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Press Release

For Immediate Release: November 27, 1998
Contact: CDC Media Relations (404) 639-3286

Some Children Still at Risk, Though Hib Disease Drops 99% Following Vaccination

The United States has nearly erased a disease that, until recently, was the most common cause of bacterial meningitis among pre-school children. According to a report in this week's CDC Morbidity and Mortality Weekly Report (MMWR), since 1988, Haemophilus influenzae type b, or Hib, invasive disease has decreased 99 percent among U.S. children following widespread vaccination against Hib.

Despite this dramatic decline, Hib continues to circulate and U.S. children who do not receive their primary vaccination series on time or are too young to be vaccinated are at risk of Hib invasive disease that can cause bacterial meningitis. Invasive Hib disease occurs when the bacteria spreads in the bloodstream to various sites in the body, especially the lining of the brain. In 1997, 258 cases of Hib invasive disease were reported to CDC. In the early 1980s, before Hib vaccine was available, approximately 20,000 cases of Hib invasive disease occurred in children under age 5; of those, 12,000 cases were meningitis.

"This is a true public health victory accomplished in a very short span of years. Before Hib vaccine became widely available, 1 in 200 pre-school children developed serious complications caused by Hib. Today, we're close to totally controlling Hib disease in the United States. Vaccines are extremely important to the health of our nation's children," said CDC Director Jeffrey P. Koplan, M.D., M.P.H. "Hib vaccine should be valued as a way to prevent a deadly disease that less than a generation ago plagued our youngest children. Parents should ask at every medical visit whether their child needs a vaccination."

Invasive disease can affect many of the body's organ systems, especially infecting the membranes covering the brain, called meningitis. Symptoms of Hib meningitis are fever, decreased mental awareness and a stiff neck. Up to 5 percent of children who develop invasive Hib disease will die and from 15 to 30 percent of those with meningitis will suffer mental retardation or deafness.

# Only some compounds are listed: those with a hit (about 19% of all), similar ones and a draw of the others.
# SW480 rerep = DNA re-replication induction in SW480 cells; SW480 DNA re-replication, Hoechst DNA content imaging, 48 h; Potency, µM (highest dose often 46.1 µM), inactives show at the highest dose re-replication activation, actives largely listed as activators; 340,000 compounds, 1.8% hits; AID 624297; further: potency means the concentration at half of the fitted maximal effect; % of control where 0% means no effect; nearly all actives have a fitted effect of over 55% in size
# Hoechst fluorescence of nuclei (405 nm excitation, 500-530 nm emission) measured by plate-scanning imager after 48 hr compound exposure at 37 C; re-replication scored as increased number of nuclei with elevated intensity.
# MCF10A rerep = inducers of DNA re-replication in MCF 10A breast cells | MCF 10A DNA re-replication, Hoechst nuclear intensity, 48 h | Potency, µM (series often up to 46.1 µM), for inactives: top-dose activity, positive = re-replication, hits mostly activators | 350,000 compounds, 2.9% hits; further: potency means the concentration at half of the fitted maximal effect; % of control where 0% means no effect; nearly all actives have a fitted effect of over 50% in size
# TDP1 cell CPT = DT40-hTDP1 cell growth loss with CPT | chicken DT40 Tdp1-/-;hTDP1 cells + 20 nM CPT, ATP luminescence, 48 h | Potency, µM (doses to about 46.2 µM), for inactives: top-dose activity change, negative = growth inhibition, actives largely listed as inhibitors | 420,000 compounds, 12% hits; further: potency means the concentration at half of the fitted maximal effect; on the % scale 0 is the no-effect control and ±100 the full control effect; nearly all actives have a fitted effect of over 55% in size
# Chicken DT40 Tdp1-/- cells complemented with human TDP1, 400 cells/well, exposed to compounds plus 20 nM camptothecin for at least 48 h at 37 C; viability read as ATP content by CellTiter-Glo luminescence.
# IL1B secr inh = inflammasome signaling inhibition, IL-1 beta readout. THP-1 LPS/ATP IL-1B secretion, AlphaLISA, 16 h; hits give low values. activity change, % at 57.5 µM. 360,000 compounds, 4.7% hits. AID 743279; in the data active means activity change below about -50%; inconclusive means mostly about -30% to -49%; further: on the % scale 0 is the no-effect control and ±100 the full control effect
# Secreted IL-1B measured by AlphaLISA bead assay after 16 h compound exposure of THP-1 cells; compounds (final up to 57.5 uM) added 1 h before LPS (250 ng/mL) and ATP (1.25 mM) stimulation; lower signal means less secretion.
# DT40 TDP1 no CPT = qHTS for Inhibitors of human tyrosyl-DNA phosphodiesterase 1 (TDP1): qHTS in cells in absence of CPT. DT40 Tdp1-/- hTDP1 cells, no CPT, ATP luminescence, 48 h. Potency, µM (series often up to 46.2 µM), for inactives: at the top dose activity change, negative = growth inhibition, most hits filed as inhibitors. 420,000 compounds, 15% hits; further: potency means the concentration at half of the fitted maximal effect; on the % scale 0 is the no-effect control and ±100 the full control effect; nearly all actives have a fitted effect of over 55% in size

Humans are the only known reservoir for the Hib bacterium, which is spread primarily through respiratory droplets. Hib does not survive in the environment and on household surfaces. However, close contact with a child suffering from Hib such as in a day-care setting can lead to additional cases of the disease among playmates.

"Despite this incredible decline in cases, the threat from Hib continues. Health-care providers should emphasize to parents the importance of vaccinating their children against Hib invasive disease at the recommended ages," said Walter A. Orenstein, M.D., director of CDC's National Immunization Program. "In the United States today, no child should be left vulnerable to this disease when safe and effective vaccines are available."

Up to 60 percent of invasive Hib disease occurs in children before they reach 12 months of age. Children vaccinated with the Hib vaccine are much less likely to carry the bacteria, decreasing the chance that younger, unvaccinated children will be exposed. After 5 years of age, few children develop Hib invasive disease.


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